well-known American actress, Hailee Steinfeld who was nominated for an Oscar and BAFTA this year for her performance in the film True Grit . The photographs were shots of the actress in between takes of the film, while she was waiting for
the next scene to begin.
1. Prada said Hailee Steinfeld was rubbing her eye with her finger, indicating that it was itchy or had something in it. This was one of the between takes shots in the campaign. Hailee Steinfeld was waiting for the next take of the film to
start and, therefore, was not posing for the camera and was relaxed. She was acting in an unconscious manner. Prada stated this was natural for a person to do when they were not being watched. They stated that Hailee Steinfeld was not crying, nor
had she been asked to cry or look upset. The ad pictured her with a wistful and thoughtful face.
2. Prada said the ad was photographed on an abandoned railway track in a foreign country. Hailee Steinfeld was sitting on the edge of the train track as if she was resting between takes of the movie on a hot day. They said the viewpoint of
the ad extended along the railway track and it was clear that there was no train in sight. Prada said that she could have easily moved from where she was sitting because she was not restrained in any way. Because the ad was photographed on a
redundant railway track in the ad, neither Hailee Steinfeld nor anyone else, was not placed in danger.
1. Not Upheld
We did not consider that Hailee Steinfeld was shown looking in distress or that she had been crying. We noted that the ad had been carefully targeted and placed in a sophisticated, high fashion magazine with a predominantly adult readership and
that the Miu Miu brand was not aimed at teenagers or young children. Because the ad was placed in a magazine with a mainly adult readership and it showed a stylised image of Hailee Steinfeld dressed in sophisticated 1940s style clothing we
considered that readers of the magazine would understand that the image was sufficiently removed from reality and that it represented a staged fashion shoot. In that context, we therefore concluded that the ad was prepared with a due sense of
responsibility and would not be suggestive of youth suicide to impressionable young people.
On this point, we investigated the ad under CAP Code rules 1.3 (Social responsibility), 4.5 (Harm and offence) but did not find it in breach.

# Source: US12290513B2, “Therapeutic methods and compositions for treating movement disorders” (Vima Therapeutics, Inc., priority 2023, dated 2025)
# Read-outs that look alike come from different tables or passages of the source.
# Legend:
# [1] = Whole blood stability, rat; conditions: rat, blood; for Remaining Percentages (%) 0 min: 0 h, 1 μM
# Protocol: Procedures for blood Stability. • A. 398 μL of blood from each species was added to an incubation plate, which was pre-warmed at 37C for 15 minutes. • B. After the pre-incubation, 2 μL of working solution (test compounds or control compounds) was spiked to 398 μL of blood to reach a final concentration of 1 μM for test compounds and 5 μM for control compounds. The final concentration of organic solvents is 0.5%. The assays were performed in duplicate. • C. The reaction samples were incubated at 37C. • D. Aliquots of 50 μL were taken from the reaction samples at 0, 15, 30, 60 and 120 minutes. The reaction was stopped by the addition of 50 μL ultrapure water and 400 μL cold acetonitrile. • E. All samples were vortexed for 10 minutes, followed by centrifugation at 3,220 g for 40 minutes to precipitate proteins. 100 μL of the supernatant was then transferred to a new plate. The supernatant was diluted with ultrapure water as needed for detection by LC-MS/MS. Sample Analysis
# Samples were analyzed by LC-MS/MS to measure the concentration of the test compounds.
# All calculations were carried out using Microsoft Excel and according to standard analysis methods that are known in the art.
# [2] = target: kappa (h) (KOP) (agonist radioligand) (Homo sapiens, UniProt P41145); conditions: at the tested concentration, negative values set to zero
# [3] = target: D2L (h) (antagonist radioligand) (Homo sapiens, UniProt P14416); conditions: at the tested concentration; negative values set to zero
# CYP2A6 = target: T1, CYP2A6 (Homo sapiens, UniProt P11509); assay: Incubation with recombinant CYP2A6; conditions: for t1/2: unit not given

We noted Prada's comments that the photo was shot on an abandoned railway track and that Hailee Steinfeld was not in any way constrained to that position, and that the viewpoint of the ad extended along the railway track where there was clearly no
train in sight. We noted that she could have easily moved from where she was sitting, that she was not running along the track, and she was not playing on it. We acknowledged that the ad was part of a serious, high fashion campaign aimed at adult
women; and that it was placed only in adult, high fashion magazines such as Tatler, which was not aimed or addressed at children. Nevertheless, because the ad showed Hailee Steinfeld, who was 14 years of age only when the photo was shot, in a
potentially hazardous situation sitting on a railway track, we concluded the ad was irresponsible and in breach of the Code in showing a child in a hazardous or dangerous situation.
The ad breached CAP Code rules 1.3 (Social Responsibility), 4.5 (Harm and Offence) and 5.1.2 (children).
Human rights heroes from various walks of life were rewarded for their achievements at Liberty's Human Rights Awards last night.
Inspiring young people, artists and campaigners were honoured along with dedicated lawyers, journalists and politicians at the ceremony at the capital's Southbank Centre.
The event, which was hosted by comedian Marcus Brigstocke, was attended by Justice Secretary Kenneth Clarke, Attorney General Dominic Grieve and Baroness Hale, as well as senior figures from the worlds of law, media and the arts. Sir Patrick
Stewart, Dame Vivienne Westwood and Shadow Home Secretary Yvette Cooper were amongst those handing out the awards.
And Justice Secretary Kenneth Clarke and Director of Liberty Shami Chakrabarti presented the Norwegian Ambassador Kim Traavik with a special tribute to the people of Norway in honour of the victims of 22 July 2011 and the dignity and humanity of
the country's response.
Shami Chakrabarti, Director of Liberty, said:
We are full of admiration and appreciation for the dedication and commitment to the protection of rights and freedoms shown by all our winners and nominees.
It's been an interesting year for human rights and the fight to defend the Human Rights Act, which has never been more vital, is far from over.